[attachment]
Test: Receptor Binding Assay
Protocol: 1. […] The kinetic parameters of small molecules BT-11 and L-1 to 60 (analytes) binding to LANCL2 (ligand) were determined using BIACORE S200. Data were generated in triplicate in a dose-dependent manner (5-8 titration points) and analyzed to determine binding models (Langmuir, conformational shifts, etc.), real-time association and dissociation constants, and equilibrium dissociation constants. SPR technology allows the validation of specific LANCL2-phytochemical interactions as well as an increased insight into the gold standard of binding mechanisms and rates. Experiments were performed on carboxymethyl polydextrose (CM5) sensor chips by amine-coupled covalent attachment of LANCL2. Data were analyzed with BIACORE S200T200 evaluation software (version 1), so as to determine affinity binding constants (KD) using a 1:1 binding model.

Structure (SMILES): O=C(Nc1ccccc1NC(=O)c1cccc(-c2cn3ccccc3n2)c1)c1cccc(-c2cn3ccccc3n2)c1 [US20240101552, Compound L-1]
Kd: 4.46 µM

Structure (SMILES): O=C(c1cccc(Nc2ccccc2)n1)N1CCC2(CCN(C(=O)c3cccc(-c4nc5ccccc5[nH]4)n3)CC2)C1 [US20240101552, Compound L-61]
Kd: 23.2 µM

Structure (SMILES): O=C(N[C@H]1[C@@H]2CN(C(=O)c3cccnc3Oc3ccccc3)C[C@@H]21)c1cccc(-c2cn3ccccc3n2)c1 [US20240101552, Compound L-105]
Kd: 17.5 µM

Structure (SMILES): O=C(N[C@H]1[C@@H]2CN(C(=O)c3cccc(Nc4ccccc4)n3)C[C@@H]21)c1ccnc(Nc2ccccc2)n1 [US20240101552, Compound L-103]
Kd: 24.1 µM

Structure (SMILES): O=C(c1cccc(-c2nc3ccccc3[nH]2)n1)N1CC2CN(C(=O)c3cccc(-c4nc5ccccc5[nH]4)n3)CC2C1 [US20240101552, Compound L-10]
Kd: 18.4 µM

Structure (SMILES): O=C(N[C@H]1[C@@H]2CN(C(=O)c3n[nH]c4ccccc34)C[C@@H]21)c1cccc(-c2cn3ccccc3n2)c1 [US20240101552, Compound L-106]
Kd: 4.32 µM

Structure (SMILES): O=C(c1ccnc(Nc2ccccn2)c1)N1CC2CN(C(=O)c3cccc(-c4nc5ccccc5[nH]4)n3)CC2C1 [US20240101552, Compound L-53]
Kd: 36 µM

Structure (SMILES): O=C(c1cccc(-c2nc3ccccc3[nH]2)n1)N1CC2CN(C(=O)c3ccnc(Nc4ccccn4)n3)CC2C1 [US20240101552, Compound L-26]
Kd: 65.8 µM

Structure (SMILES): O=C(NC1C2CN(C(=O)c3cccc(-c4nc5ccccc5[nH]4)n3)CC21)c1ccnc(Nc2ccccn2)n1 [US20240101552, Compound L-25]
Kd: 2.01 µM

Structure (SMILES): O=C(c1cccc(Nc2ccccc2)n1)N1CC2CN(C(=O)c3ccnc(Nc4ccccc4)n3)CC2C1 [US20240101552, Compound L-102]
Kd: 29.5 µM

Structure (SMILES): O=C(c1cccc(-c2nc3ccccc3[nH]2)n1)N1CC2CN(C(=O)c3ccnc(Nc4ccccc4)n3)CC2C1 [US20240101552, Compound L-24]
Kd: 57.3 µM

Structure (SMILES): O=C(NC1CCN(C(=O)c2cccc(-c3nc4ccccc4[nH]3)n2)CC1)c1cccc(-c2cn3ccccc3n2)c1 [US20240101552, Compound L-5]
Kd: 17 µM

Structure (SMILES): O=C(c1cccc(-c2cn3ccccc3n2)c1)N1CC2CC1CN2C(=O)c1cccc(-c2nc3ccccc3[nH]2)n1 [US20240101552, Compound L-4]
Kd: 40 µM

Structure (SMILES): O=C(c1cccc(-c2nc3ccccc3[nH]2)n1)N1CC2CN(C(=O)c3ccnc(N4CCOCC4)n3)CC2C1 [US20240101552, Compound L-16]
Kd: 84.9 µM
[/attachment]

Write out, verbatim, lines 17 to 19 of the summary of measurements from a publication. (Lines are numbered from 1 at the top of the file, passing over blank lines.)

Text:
Structure (SMILES): O=C(c1cccc(-c2nc3ccccc3[nH]2)n1)N1CC2CN(C(=O)c3ccnc(Nc4ccccn4)n3)CC2C1 [US20240101552, Compound L-26]
Kd: 65.8 µM

Structure (SMILES): O=C(NC1C2CN(C(=O)c3cccc(-c4nc5ccccc5[nH]4)n3)CC21)c1ccnc(Nc2ccccn2)n1 [US20240101552, Compound L-25]